The Big Question: What progress has been made in reining in MPs' expenses?

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Indy Politics

Why are we asking this now?

MPs have controversially devised a scheme that allows them to claim £25 a night in "subsistence", when staying away from their designated main home. The allowance is close to double the previous £4,800-a-year limit for unreceipted claims, and comes despite public outrage – recorded vividly in last week's Norwich by-election – at the whole of the political class for their apparent grasping for taxpayer's money.

So what's changed exactly?

Under the old regime, MPs could claim a maximum of £24,006 under the Additional Costs Allowance. This covered things like mortgage interest payments on second homes, utility bills and council tax. They could also claim up to £400 a month for food, while for furniture and furnishings the maximum for each item was set by the so-called John Lewis list.

Under the new regime, they can no longer claim for furniture and furnishings, or for food, but can claim up to £24,222 for "personal additional accommodation expenditure" plus mortgage interest of up to a maximum of £1,250 a month. Utility bills and council tax – and a new daily subsistence rate of £25 per night – can also now be claimed. Sceptics argue that most of the changes are cosmetic in nature, and that the refusal of Parliament to push through more radical reforms shows how out of touch the main parties are with public feeling.

Why this figure of £25 a night?

The advantage of a flat rate is that it takes away MPs' incentive to book themselves into the most expensive hotel they can find. On the other hand, if someone puts an MP up for nothing, they can legally claim £25 and pocket it.

What has Parliament done in response to the expenses scandal?

The Prime Minister pushed through the Parliamentary Standards Bill, setting up an independent body to authorise MPs expenses. But plans for a legally binding code of conduct were dropped because of widespread opposition among MPs, prompting accusations that they're still looking after themselves. The original plans would also have created two new criminal offences for MPs, one a ban on paid advocacy and the other relating to rules for the registration of interests. They were dropped, though it will be a criminal offence for an MP to submit bogus expenses.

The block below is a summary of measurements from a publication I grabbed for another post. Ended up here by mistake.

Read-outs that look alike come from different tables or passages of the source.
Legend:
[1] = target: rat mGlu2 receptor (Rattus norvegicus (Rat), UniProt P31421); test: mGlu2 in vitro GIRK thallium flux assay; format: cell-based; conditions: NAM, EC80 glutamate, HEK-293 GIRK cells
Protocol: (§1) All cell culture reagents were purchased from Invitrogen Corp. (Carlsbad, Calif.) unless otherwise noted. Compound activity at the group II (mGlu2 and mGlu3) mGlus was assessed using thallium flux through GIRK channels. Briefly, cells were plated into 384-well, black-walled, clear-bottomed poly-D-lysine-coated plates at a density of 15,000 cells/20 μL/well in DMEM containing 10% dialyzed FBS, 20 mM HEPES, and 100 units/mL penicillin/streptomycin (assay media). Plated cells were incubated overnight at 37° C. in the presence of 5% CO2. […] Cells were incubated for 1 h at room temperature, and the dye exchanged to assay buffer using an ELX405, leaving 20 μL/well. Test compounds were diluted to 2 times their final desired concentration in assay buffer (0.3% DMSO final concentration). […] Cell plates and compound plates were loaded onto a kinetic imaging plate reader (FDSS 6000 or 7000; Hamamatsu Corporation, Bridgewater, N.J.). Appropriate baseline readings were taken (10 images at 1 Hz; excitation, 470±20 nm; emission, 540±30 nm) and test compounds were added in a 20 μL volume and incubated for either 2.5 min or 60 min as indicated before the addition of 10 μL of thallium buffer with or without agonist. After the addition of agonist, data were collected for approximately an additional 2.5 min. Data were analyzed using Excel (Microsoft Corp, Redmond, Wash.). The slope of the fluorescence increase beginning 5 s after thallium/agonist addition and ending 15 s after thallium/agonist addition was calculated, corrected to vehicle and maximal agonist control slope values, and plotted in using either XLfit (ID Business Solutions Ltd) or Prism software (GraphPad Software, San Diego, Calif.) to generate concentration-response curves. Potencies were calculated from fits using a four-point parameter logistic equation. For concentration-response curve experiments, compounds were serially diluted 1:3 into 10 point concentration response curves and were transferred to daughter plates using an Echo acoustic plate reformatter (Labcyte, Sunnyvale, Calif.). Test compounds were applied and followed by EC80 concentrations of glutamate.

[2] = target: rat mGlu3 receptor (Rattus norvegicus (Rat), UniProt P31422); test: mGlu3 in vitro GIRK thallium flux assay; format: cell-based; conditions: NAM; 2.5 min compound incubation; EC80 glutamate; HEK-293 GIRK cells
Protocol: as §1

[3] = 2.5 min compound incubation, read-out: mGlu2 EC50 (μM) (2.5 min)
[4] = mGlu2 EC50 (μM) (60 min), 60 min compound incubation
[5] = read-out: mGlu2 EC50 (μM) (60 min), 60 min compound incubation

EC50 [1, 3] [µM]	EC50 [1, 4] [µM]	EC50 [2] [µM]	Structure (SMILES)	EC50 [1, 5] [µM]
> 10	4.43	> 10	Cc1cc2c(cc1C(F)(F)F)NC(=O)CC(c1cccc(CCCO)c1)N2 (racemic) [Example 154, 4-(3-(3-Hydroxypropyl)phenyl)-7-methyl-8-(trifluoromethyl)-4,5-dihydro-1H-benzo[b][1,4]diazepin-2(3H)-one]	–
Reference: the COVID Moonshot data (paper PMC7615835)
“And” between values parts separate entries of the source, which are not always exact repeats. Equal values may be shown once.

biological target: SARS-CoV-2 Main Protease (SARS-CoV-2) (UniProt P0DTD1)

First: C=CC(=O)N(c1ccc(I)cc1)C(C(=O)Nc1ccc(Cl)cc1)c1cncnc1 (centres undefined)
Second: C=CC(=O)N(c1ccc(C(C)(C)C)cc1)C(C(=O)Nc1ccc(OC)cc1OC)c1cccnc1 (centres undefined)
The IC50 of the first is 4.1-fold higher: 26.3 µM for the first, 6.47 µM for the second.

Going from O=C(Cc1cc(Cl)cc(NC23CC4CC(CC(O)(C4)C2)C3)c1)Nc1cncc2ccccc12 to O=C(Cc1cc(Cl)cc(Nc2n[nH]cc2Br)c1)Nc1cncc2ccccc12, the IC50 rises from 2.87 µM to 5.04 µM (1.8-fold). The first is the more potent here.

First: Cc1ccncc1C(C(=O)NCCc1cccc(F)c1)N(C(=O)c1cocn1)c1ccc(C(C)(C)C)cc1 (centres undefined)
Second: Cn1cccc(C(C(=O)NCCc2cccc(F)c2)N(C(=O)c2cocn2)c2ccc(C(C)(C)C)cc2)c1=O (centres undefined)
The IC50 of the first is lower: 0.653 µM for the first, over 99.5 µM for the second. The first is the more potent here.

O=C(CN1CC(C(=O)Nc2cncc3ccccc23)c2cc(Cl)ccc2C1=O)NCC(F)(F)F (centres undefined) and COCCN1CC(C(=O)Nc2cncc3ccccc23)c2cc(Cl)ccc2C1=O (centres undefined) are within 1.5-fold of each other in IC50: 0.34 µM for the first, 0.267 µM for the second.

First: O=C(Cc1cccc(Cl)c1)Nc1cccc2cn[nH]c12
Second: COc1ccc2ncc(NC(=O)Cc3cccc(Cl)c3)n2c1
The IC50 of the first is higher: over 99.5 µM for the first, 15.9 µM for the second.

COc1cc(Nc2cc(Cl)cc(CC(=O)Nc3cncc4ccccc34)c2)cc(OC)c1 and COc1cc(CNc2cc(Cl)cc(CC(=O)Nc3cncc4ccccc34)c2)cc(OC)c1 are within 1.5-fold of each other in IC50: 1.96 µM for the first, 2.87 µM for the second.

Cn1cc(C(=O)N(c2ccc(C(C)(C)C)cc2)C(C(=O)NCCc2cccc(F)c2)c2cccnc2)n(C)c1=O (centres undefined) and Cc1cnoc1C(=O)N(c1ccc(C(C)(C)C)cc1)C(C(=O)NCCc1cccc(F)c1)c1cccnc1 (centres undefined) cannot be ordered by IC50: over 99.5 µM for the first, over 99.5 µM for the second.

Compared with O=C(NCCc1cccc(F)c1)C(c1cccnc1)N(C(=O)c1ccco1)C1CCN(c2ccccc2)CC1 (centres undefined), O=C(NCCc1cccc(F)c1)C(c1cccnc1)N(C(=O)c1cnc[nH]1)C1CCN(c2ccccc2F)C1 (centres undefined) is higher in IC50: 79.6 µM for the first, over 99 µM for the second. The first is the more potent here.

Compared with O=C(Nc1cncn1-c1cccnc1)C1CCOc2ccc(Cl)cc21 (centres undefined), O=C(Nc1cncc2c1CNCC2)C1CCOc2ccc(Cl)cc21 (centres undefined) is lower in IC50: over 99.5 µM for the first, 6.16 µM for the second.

The House of Lords successfully prevented any of the new regulations from applying to them.

Why are disgraced MPs still allowed to sit in Parliament?

There is no mechanism for forcing an MP to resign his or her seat before an election, unless the MP has received a jail sentence, has accepted a paid office from the Government, or is certifiably insane.

Voters can call on their MP to resign but the MP is not required to take any notice, and by hanging on until an election, they can claim they qualify for more than £60,000 in redundancy and grants for winding up their offices. They don't get this money if they resign during a Parliament.

Have any MPs resigned in the wake of the expenses furore?

Michael Martin gave up his seat after he was forced to resign the Speakership because there is a place waiting for him in the House of Lords. The only MP who genuinely forfeited his place in Parliament was Ian Gibson, the Labour MP for Norwich North, who arguably was not the worst offender – just the offender with the greatest sense of honour. In last week's by-election in the constituency, 27-year-old Chloe Smith became the youngest member of the Commons after securing a 16 per cent swing to the Tories.

But haven't other MPs promised to resign?